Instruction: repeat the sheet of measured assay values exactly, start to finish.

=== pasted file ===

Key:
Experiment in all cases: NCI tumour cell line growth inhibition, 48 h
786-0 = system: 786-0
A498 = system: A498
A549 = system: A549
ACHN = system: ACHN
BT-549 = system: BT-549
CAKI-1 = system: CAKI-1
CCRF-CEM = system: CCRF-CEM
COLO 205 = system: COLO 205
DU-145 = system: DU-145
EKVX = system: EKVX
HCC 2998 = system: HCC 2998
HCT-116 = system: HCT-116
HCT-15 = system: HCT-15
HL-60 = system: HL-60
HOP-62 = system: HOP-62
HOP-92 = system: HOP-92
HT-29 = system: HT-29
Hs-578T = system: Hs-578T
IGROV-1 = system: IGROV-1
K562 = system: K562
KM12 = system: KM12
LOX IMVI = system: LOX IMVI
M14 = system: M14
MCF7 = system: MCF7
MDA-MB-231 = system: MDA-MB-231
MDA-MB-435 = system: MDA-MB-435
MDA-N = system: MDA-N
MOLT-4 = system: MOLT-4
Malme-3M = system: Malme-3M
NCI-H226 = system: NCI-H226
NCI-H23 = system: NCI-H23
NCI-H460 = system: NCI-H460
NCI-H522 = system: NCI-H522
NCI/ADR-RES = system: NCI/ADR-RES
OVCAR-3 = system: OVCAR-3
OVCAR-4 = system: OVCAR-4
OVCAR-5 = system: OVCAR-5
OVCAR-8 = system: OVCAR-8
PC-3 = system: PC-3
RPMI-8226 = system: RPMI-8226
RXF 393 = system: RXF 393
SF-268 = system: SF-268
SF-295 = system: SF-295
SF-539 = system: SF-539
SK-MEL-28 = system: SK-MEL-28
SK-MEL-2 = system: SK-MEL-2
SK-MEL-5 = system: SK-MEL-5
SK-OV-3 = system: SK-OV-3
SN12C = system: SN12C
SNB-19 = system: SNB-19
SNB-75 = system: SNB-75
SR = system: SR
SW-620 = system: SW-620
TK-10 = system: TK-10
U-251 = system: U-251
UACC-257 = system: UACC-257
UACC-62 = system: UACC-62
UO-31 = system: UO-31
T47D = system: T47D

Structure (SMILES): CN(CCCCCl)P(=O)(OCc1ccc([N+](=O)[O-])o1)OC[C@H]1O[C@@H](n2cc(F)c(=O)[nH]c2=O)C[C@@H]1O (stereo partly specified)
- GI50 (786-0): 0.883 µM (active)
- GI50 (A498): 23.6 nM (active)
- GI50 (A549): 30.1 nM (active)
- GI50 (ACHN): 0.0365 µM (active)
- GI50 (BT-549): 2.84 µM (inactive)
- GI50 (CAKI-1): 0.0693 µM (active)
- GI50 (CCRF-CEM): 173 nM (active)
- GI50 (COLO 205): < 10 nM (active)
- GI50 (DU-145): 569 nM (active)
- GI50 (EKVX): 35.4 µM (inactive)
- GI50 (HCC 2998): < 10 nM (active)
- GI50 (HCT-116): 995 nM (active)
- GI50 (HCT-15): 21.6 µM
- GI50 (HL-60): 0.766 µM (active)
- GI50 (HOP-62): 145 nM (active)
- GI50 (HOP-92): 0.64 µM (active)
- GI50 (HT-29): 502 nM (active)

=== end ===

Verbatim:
Key:
Experiment in all cases: NCI tumour cell line growth inhibition, 48 h
786-0 = system: 786-0
A498 = system: A498
A549 = system: A549
ACHN = system: ACHN
BT-549 = system: BT-549
CAKI-1 = system: CAKI-1
CCRF-CEM = system: CCRF-CEM
COLO 205 = system: COLO 205
DU-145 = system: DU-145
EKVX = system: EKVX
HCC 2998 = system: HCC 2998
HCT-116 = system: HCT-116
HCT-15 = system: HCT-15
HL-60 = system: HL-60
HOP-62 = system: HOP-62
HOP-92 = system: HOP-92
HT-29 = system: HT-29
Hs-578T = system: Hs-578T
IGROV-1 = system: IGROV-1
K562 = system: K562
KM12 = system: KM12
LOX IMVI = system: LOX IMVI
M14 = system: M14
MCF7 = system: MCF7
MDA-MB-231 = system: MDA-MB-231
MDA-MB-435 = system: MDA-MB-435
MDA-N = system: MDA-N
MOLT-4 = system: MOLT-4
Malme-3M = system: Malme-3M
NCI-H226 = system: NCI-H226
NCI-H23 = system: NCI-H23
NCI-H460 = system: NCI-H460
NCI-H522 = system: NCI-H522
NCI/ADR-RES = system: NCI/ADR-RES
OVCAR-3 = system: OVCAR-3
OVCAR-4 = system: OVCAR-4
OVCAR-5 = system: OVCAR-5
OVCAR-8 = system: OVCAR-8
PC-3 = system: PC-3
RPMI-8226 = system: RPMI-8226
RXF 393 = system: RXF 393
SF-268 = system: SF-268
SF-295 = system: SF-295
SF-539 = system: SF-539
SK-MEL-28 = system: SK-MEL-28
SK-MEL-2 = system: SK-MEL-2
SK-MEL-5 = system: SK-MEL-5
SK-OV-3 = system: SK-OV-3
SN12C = system: SN12C
SNB-19 = system: SNB-19
SNB-75 = system: SNB-75
SR = system: SR
SW-620 = system: SW-620
TK-10 = system: TK-10
U-251 = system: U-251
UACC-257 = system: UACC-257
UACC-62 = system: UACC-62
UO-31 = system: UO-31
T47D = system: T47D

Structure (SMILES): CN(CCCCCl)P(=O)(OCc1ccc([N+](=O)[O-])o1)OC[C@H]1O[C@@H](n2cc(F)c(=O)[nH]c2=O)C[C@@H]1O (stereo partly specified)
- GI50 (786-0): 0.883 µM (active)
- GI50 (A498): 23.6 nM (active)
- GI50 (A549): 30.1 nM (active)
- GI50 (ACHN): 0.0365 µM (active)
- GI50 (BT-549): 2.84 µM (inactive)
- GI50 (CAKI-1): 0.0693 µM (active)
- GI50 (CCRF-CEM): 173 nM (active)
- GI50 (COLO 205): < 10 nM (active)
- GI50 (DU-145): 569 nM (active)
- GI50 (EKVX): 35.4 µM (inactive)
- GI50 (HCC 2998): < 10 nM (active)
- GI50 (HCT-116): 995 nM (active)
- GI50 (HCT-15): 21.6 µM
- GI50 (HL-60): 0.766 µM (active)
- GI50 (HOP-62): 145 nM (active)
- GI50 (HOP-92): 0.64 µM (active)
- GI50 (HT-29): 502 nM (active)